In addition, the PRI’s absolute refusal to allow a ballot-by-ballot recount of even these precincts, much less of the election as a whole, has led many to wonder how “real” were the votes that Salinas won. It is worth noting that the final difference between Salinas and second-place finisher Cuauhtemoc Cardenas amounted to 3.7 million votes. If the “85%-for-Salinas” precincts were as common among the unrevealed precincts as they are among the known precincts, the combined votes in all “85% precincts” would equal 3.5 million,or about the same as Salinas’ margin of victory over Cardenas.

Another interesting exercise was carried out by pollster-analyst Francisco Baez Rodriguez and published in the last issue of Mexos, the country’s most important monthly journal. Its editor and many contributors have been identified with the progressive and reformist wing of the Salinas candidacy. The author constructed three samples, of 300 precincts each, based on the existing 30,000 precincts tallied. He then proceeded to “clean” the “dirty” precincts--in other words, to replace the figures for the precincts that appeared in the samples in which Salinas received more than 85% of the vote, with “reasonable” results from adjoining precincts. The purpose of the exercise was to have an idea of what would have happened on election day if only marginal tampering had taken place.

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Depending on the way in which each sample was designed, Salinas obtained from 38.2% to 41.3% of the vote while Cardenas’ total ranges from 38.1% to 38.7%. Given the roughly 3% margin of error that such a formula inevitably implies, the July 6 election, on the basis of this estimate, ended more or less in a dead heat. While this certainly does not buttress Cardenas’ claim that he won, it certainly questions Salinas’ claim of victory by nearly 20 percentage points.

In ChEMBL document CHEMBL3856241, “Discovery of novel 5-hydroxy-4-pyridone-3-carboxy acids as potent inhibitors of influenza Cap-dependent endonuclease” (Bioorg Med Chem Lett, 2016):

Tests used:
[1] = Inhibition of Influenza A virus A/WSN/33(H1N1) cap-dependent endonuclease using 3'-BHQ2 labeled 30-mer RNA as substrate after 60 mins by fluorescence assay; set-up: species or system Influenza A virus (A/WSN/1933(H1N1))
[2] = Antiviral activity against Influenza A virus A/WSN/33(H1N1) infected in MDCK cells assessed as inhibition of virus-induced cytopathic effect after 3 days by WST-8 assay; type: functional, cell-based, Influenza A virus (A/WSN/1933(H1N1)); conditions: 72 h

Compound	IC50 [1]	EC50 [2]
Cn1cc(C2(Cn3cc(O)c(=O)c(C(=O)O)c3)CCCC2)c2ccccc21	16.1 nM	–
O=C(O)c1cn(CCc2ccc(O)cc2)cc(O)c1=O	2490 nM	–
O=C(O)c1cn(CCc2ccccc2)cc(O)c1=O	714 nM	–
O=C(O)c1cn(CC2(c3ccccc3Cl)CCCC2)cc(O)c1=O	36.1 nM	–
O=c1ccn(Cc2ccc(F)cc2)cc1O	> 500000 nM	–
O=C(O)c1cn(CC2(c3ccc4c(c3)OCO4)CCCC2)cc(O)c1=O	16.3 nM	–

Finally, there is a pending discussion in Mexico on who voted for whom. The problem here is that the authorities prohibited exit polling, particularly an attempt scheduled by Gallup of Mexico. In addition, since the precinct-by-precinct tallies are unavailable, there is no way of knowing what the breakdown of the vote would show concerning rural and urban areas, among the affluent middle class or the poor. While many analysts have said that Salinas was elected by Mexico’s rural vote, the PRI has argued that such statements are false. The party notes, for example, that Salinas won in the north--Mexico’s most advanced urban region.

For now, the only statistics that one can go by are those published by the PRI in Mexico’s newspapers in mid-August, the origin of which is unclear. They are nonetheless revealing. In a nation where only 30% of the people and registered voters still live in communities of fewer than 2,500 inhabitants, Salinas received 47% of his vote in rural areas, Cardenas 25% and Manuel J. Clouthier, the National Action Party candidate, 19%. Conversely, Salinas obtained 53% of his total in urban areas, Cardenas 75% and Clouthier 81%. If one keeps in mind that these figures are based on PRI data that probably paints Salinas in the best light and his opponents in somewhat less than that, it does appear that Salinas was the candidate of the countryside, and that his opposition was much more urban based.

In view of all these figures and estimates, it is not surprising that many Mexicans have a bitter aftertaste from the election and that they will continue to vent their rage against the government, as they have done since July 6.